Wednesday, August 15, 2012

Cultural Thought Provoker

Dayna Rowe, our foundation's communications specialist (major tech guru) as well as coordinator of the Fund for Teachers forwarded this from Carrie Pillsbury, the manager of marketing and communications for Fund for Teachers. 

Last week, national Fund for Teachers brought together representatives of its different partners. Damian Hoskins is from Cincinnati's STRIVE Partnership, an organization focused on "every child, every step of the way, from cradle to career." While explaining STRIVE's mission, he shared some information about a traditional greeting in the Masai tribe.

How Are the Children

Adapted by Pat Hoertdoerfer from an excerpt of a speech by Rev. Dr. Patrick T. O'Neill

Among the most accomplished and fabled tribes of Africa, no tribe was considered to have warriors more fearsome or more intelligent than the mighty Masai. It is perhaps surprising, then, to learn the traditional greeting that passed between Masai warriors:"Kasserian Ingera," one would always say to another. It means, "And how are the children?"

It is still the traditional greeting among the Masai, acknowledging the high value that the Masai always place on their children's well-being. Even warriors with no children of their own would always give the traditional answer, "All the children are well." Meaning, of course, that peace and safety prevail, that the priorities of protecting the young, the powerless, are in place. That Masai society has not forgotten its reason for being, its proper functions and responsibilities. "All the children are well" means that life is good. It means that the daily struggles for existence do not preclude proper caring for their young.

I wonder how it might affect our consciousness of our own children's welfare if in our culture we took to greeting each other with this daily question: "And how are the children?" I wonder if we heard that question and passed it along to each other a dozen times a day, if it would begin to make a difference in the reality of how children are thought of or cared about in our own country.

I wonder if every adult among us, parent and non-parent alike, felt an equal weight for the daily care and protection of all the children in our community, in our town, in our state, in our country. . . . I wonder if we could truly say without any hesitation, "The children are well, yes, all the children are well."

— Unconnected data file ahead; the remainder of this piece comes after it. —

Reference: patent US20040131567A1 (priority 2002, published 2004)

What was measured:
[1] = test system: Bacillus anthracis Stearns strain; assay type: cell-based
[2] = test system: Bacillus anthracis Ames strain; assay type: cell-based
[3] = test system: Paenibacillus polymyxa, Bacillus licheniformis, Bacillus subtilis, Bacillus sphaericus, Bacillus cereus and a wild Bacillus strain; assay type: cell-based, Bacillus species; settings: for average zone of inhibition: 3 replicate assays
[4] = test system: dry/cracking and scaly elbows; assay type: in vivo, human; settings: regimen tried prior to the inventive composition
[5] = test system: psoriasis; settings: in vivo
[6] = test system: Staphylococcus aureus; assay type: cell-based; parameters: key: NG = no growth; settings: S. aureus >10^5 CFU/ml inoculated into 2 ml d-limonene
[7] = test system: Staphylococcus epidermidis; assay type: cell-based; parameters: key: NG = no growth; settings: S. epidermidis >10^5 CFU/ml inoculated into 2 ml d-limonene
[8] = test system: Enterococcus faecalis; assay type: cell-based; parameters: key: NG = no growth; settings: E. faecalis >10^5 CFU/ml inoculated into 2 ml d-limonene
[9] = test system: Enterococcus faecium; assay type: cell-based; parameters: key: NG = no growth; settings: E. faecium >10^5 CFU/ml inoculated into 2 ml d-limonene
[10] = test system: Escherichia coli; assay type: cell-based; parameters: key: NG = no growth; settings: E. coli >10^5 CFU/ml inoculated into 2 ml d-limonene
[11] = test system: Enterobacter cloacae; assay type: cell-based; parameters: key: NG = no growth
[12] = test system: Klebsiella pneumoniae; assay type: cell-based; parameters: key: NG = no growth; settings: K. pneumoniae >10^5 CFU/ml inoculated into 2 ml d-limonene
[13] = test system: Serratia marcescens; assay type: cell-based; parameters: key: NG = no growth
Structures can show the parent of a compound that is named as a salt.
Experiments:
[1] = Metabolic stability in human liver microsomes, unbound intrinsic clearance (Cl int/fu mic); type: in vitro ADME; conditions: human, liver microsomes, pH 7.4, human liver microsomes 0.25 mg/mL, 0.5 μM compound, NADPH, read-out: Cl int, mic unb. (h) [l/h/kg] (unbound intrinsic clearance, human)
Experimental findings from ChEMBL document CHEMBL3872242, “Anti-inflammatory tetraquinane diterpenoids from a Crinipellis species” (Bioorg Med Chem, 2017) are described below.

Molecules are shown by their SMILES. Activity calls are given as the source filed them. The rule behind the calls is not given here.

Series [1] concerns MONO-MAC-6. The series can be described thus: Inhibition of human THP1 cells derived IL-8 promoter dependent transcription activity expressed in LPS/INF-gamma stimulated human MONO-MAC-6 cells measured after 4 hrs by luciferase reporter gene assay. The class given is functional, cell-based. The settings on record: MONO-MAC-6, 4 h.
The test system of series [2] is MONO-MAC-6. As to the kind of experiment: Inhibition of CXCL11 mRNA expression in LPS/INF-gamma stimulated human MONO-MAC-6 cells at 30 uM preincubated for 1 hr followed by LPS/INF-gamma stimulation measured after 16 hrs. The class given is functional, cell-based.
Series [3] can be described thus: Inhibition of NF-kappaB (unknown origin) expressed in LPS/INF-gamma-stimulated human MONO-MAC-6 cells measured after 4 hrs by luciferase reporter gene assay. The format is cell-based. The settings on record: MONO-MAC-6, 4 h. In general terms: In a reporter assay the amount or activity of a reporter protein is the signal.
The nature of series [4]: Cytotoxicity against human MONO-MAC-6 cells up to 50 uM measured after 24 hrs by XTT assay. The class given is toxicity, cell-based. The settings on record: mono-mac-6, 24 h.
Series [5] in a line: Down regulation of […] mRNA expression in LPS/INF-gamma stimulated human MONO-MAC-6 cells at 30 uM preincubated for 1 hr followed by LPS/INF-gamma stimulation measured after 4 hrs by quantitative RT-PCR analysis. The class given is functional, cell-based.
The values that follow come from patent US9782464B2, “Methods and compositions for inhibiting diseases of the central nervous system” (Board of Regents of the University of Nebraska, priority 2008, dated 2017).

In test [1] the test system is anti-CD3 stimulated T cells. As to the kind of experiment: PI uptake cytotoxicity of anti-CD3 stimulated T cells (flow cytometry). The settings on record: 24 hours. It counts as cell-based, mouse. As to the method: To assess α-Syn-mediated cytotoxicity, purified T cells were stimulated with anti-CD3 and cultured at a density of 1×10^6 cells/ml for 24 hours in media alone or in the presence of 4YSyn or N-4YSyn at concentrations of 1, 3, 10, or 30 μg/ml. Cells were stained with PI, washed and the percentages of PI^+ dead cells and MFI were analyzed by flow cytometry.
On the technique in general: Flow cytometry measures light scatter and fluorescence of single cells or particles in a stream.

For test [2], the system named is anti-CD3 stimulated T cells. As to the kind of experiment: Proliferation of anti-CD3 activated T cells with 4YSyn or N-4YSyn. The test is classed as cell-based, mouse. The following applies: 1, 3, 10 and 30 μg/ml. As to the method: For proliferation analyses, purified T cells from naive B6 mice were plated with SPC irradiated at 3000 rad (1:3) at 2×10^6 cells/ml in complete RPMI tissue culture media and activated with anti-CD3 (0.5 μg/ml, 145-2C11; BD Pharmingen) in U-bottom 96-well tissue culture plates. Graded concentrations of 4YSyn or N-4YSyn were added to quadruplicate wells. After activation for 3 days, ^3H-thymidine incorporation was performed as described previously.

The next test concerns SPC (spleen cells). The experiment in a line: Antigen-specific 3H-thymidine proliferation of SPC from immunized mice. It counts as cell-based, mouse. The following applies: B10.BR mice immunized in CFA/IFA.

What would it be like . . . if the minister began every worship service by answering the question, "And how are the children?" If every town leader had to answer the question at the beginning of every meeting: "And how are the children? Are they all well?" Wouldn't it be interesting to hear their answers? What would it be like? I wonder . . .

From REACH February 1999  Retrieved 8-15-12

Masai photos from Lushpix,

Thursday, August 9, 2012

Oklahoma's Big Sister of the Year

"Sisters, sisters: Big Brothers Big Sisters honors a special volunteer"

Article on August 6, 2012 By World Staff Writer Mike Averill

The title above the newspaper photo sums up mentoring well--

Caption from photo:  "Big Brothers Big Sisters volunteer Martha Jennings is pictured with her "little sister" of nine years Brittany Stucker, 15, in Utica Square. Jennings was recently named Oklahoma's Big Sister of the Year. MICHAEL WYKE / Tulsa World"

Wednesday, August 8, 2012

A Model Program in Tulsa, OK

This school-based program speaks for itself.

Adult volunteers in the Congregation B'nai Emunah/McClure Elementary School Mentoring Program are matched in a one-on-one relationship with kindergarten through sixth grade students at McClure Elementary School in Tulsa.

Volunteers work as "literacy mentors" because they primarily focus on building reading skills to help their students close the literacy gap and read at or above their grade level.

A unique hallmark of the program is that literacy mentors are able to track their students' reading growth throughout the year, a strategy that helps the program problem-solve around best practices for supporting students.

Volunteers commit to weekly hour-long sessions which take place during the school year and summer school.

Volunteers are also able to participate in the Reading Club where they work with 1st and 2nd students in small groups to significantly increase their reading levels.

Last year, many of our students grew over a year in their reading skills and kids in the Reading Club doubled their expected growth. As the program enters its ninth year in the 2012-2013 school calendar, we are aiming for 150 volunteers to join our ranks as literacy mentors and are hoping to set new records in reading growth for struggling students. 

Literacy mentoring takes place in a portable classroom which has been designated as the "mentoring center." The program is self-contained, with a leveled library, reading games, phonics activities, math resources, and other enrichment material.

Updated program information provided Jay Pendrak, Director of Community Development